AB 109 no longer allows most parole violators to be sent back to prison when they violate their parole. Instead, the overwhelming majority of parole violators can only be sentenced to a county jail where they will serve no more than 90 days. And very soon those inmates released from prison onto parole will only be supervised for 6 months! That’s it, six months! Rapists, child molesters, and some killers will spend only six months under supervision after being released from prison – how does that possibly help them successfully integrate back into society? And how does that improve public safety?

I am requesting, as a citizen of the State of California and your constituent, that you repeal AB 109, Public Safety Realignment or significantly amend it. Our communities are under attack – property crimes are increasing rapidly and people are being seriously injured, due to this ill-conceived legislation.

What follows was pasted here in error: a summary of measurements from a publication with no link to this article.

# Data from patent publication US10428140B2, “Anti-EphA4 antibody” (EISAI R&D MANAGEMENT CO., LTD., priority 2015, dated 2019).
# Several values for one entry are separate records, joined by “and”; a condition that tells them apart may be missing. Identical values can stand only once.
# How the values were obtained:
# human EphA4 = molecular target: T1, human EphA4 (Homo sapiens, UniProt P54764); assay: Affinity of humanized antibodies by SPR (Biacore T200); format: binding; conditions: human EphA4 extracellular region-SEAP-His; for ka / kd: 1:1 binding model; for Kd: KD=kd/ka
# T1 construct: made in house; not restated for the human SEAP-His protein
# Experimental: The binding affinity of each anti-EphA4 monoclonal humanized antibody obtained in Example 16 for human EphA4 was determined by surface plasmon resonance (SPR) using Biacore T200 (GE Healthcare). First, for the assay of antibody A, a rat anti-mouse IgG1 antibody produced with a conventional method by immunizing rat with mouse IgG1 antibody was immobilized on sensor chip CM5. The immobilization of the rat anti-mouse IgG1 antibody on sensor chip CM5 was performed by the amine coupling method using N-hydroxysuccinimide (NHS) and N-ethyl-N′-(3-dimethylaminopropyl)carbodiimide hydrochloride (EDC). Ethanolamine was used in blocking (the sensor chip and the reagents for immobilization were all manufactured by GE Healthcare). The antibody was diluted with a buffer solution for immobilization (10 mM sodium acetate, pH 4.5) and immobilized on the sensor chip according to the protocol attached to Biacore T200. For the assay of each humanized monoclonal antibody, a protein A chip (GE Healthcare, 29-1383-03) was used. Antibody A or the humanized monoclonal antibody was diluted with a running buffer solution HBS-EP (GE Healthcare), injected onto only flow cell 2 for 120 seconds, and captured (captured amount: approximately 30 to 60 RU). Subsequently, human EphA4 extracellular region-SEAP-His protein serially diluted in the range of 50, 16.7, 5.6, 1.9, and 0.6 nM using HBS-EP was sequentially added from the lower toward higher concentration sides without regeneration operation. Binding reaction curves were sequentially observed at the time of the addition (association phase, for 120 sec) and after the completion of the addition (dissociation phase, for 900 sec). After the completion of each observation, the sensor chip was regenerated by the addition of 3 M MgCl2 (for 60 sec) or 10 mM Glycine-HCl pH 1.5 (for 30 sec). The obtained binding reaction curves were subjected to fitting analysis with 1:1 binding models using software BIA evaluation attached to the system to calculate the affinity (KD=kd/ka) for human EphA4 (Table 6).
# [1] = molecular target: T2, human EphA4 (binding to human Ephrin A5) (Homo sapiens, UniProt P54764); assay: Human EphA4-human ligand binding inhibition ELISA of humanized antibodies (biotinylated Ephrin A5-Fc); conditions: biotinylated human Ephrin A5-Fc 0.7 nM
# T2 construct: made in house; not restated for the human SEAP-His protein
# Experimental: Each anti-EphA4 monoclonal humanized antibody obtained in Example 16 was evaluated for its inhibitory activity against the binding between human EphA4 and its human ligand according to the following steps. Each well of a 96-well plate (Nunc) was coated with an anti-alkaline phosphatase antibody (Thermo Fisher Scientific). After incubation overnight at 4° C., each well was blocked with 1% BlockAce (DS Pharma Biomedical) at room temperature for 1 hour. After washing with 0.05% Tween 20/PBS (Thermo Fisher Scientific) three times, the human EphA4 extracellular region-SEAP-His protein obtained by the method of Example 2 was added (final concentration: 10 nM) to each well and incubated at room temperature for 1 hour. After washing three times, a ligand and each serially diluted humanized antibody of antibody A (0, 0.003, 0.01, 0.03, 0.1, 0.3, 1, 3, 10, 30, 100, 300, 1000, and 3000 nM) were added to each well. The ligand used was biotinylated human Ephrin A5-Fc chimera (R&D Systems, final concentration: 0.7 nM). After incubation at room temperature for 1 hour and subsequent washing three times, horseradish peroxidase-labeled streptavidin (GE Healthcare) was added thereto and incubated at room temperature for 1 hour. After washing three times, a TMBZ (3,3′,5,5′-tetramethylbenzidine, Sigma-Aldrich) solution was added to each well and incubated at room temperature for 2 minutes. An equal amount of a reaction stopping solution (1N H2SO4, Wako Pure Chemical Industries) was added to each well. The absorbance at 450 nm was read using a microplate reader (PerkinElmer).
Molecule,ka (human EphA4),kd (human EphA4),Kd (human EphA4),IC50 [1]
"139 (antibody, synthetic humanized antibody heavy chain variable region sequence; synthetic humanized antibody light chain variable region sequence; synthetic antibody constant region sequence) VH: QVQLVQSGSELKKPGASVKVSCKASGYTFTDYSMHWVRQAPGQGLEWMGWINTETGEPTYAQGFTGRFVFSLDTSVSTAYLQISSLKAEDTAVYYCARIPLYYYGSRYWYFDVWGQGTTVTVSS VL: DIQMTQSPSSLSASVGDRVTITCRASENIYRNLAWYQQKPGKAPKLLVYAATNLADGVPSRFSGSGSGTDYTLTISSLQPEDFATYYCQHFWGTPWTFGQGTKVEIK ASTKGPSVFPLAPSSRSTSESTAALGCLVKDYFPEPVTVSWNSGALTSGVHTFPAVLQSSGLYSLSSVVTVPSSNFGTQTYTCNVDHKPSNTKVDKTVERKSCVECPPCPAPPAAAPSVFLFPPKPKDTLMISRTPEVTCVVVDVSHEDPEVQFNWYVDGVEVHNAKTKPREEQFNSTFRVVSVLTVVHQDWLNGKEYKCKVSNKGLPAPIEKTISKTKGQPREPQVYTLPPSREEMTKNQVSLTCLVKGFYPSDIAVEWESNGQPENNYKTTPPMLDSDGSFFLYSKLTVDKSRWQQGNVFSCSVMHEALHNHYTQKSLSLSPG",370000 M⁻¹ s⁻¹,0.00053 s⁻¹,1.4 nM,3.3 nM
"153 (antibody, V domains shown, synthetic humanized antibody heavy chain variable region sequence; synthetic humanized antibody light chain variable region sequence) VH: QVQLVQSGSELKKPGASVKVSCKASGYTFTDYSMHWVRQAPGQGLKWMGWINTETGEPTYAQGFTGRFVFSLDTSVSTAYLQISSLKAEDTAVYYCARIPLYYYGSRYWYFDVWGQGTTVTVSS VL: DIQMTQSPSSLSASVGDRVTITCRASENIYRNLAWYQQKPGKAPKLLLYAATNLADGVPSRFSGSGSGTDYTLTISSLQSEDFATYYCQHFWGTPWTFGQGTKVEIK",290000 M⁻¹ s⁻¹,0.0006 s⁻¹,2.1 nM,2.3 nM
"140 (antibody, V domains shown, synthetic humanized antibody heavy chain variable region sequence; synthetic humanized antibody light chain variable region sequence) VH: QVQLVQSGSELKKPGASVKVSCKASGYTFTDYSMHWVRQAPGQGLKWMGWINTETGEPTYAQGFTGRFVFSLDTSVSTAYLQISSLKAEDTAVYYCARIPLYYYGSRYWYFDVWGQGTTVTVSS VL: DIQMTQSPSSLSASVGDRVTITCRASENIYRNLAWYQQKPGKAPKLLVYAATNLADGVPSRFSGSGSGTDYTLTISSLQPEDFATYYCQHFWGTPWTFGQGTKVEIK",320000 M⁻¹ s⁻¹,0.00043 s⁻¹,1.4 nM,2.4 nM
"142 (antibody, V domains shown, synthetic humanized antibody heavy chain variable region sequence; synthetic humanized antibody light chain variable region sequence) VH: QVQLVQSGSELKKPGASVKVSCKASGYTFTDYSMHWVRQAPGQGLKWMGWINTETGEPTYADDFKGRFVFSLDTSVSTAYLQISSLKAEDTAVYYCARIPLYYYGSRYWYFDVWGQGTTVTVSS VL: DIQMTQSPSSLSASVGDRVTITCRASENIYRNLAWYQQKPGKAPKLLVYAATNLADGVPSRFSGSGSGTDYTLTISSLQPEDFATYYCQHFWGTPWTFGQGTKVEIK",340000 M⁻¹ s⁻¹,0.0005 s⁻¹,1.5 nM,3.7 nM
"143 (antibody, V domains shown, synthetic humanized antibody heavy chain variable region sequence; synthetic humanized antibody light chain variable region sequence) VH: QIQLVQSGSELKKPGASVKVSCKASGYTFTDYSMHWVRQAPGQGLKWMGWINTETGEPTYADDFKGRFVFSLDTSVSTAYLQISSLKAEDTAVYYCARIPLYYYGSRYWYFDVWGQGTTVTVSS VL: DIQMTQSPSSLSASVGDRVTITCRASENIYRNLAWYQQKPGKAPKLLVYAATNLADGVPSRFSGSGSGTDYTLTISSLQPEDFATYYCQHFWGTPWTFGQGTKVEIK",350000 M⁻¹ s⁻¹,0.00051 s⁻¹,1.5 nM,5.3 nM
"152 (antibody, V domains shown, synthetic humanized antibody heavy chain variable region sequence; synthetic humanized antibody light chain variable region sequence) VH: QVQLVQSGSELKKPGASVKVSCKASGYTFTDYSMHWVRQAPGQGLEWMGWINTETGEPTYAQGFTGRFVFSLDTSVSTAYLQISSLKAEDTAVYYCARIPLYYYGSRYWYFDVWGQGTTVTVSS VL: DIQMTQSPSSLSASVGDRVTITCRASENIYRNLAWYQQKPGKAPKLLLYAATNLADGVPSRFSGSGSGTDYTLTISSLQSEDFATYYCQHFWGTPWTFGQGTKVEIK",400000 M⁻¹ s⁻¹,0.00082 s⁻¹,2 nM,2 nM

Here are some suggestions of amendments I would like to see to AB 109:

1. Any prison inmate who has a prior serious or violent felony conviction would be ineligible for placement on Post Release Community Supervision (PRCS) and must be supervised by state parole.

2. Include domestic violence, stalking, possession of a firearm by an ex-felon, possession of a firearm by a gang member, 4th offense DUI, possession, exploding or igniting a destructive device with the intent to destroy property, felony animal abuse, hate crimes, selling firearms to a gang members, and sale of controlled substance on school grounds to the list of crimes punishable by incarceration in state prison and ineligible for PRCS upon their release from state prison.